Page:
LET’S get one thing straight from the outset with this one – it’s not a car that’s going to get you over-excited.
The SEAT Toledo is the sort of car that does exactly what you expect it to do without raising your expectations any higher than that.
It’s a faithful Labrador in a world when there are many other more popular designer breeds. And a few exotic options thrown in for good measure. But I’ll tell you what. There aren’t many other cars around for the money that will give you this sort of usability for your family.
It’s maybe not the most stylish hatchback you’ll see on the road, and neither is the Skoda Rapid with which It shares a considerable number of parts. A case of cross-fertilisation if you remove the brand markings.
But it’s not, as some people would have you believe, the motoring equivalent of mogadon. A car to be avoided to keep your credibility up.
We all buy cars for a variety of reasons, and if you don’t need to feel your mouth drying up in anticipation as you press the key to unlock the door, or a touch of the Sir Alex’s (squeaky bum time if you’ve forgotten him already) is a step too far for your motoring needs, then chances are you’ll be just the type of motorist who will fully appreciate what the Toledo delivers. And that’s a lot of car at a competitive price that won’t cost the GDP of a small banana republic to run.
And that neatly brings us on to the unit under the bonnet here, SEAT’s 1.6 litre TDI unit with, on the face of it, a modest 105hp and 250Nm of torque. Modest it might sound, but in use it proves to be a cracking little unit, responsive to the touch of your right foot and on a run down to Bourton on the Water for a ice cream (ask the wife…) returned a creditable 66.2 mpg. Which isn’t a long way short of the official combined figure of 70.6.
And we weren’t particularly hanging about either, the cross country route dispatched at a decent rate on the return trip. And with its low emissions, it’s only going to cost you 20 quid a year to tax after the first free 12 months.
The ride quality is set up to make the experience an acceptable one for those on board. It errs on the firm but wallowy side but the mere fact that it is this way means that poorly surfaced roads are dealt with commendably well.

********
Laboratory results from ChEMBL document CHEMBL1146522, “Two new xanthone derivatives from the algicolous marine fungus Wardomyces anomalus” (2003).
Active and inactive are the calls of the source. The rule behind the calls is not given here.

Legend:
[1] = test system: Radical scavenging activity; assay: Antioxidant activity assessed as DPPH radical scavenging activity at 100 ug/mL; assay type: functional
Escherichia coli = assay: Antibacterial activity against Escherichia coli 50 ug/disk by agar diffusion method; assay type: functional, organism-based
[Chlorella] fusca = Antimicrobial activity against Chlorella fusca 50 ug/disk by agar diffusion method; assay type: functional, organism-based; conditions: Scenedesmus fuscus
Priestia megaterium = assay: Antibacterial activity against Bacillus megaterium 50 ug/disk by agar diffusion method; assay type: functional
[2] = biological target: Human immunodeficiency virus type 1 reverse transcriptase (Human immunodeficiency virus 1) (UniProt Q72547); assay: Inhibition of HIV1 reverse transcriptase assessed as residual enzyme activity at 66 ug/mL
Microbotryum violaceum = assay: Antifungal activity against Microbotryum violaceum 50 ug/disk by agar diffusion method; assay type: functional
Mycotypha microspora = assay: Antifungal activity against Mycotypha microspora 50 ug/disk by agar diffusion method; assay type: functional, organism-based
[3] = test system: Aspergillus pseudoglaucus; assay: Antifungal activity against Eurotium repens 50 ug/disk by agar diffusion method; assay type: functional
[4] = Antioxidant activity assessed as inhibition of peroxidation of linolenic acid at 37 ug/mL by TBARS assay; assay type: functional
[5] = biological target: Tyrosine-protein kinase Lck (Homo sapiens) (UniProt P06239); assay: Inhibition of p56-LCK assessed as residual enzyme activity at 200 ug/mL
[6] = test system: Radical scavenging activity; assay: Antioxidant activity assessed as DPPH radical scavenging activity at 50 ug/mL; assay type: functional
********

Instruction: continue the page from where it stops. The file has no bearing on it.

There’s a blandness to the interior that is almost a step back in automotive design. No sexy sweeps or curves to the dash here – it’s angular and functional, provides a location for all the dials and switches and that’s it. A bit of a no frills approach but it’s one that suits the Toledo. It does what it says on the tin, and at the end of the day anything else could be considered superfluous.
Something you’re sure to appreciate if you’re a family motorist is the rather big 550 litre boot, as well as the space the family get it the back.
The car sampled here was in S spec trim (others being E and SE) which gives you 15 inch steel wheels. Best to ditch them and opt for the 16 inch optional Design alloys at £275. But you do get climate control, Bluetooth phone connection, steering wheel mounted controls, heated door mirrors, a rear screen wiper, remote locking and tinted windows. And you can also chuck in a five star Euro NCAP rating too.
It might be a bit short on SEAT’s ‘auto emocion’ but that doesn’t make it any less credible. You get more rear legroom than in Ibiza and Leon, and the looks of a saloon with the undoubted practicality of a hatchback.
Prices start at a competitive £12,495.
Would I buy one? Not in the market for a good sized reasonably priced hatchback that drives really well, but if I was it would have to be with this engine under the bonnet. It’s a cracker.
AT A GLANCE: SEAT Toledo S 1.6TDI Ecomotive; £16,640; four cylinder 1598cc, 105ps, 250Nm; Top speed 118mph, 0-62mph 10.4 secs; Fuel: urban 57.6, extra urban 80.7, combined 70.6; CO2 106g/km; service intervals 12 months/10,000 miles; will it fit the garage? 4482/1706/1461 (l/w/h).
© Wheelwrite 2013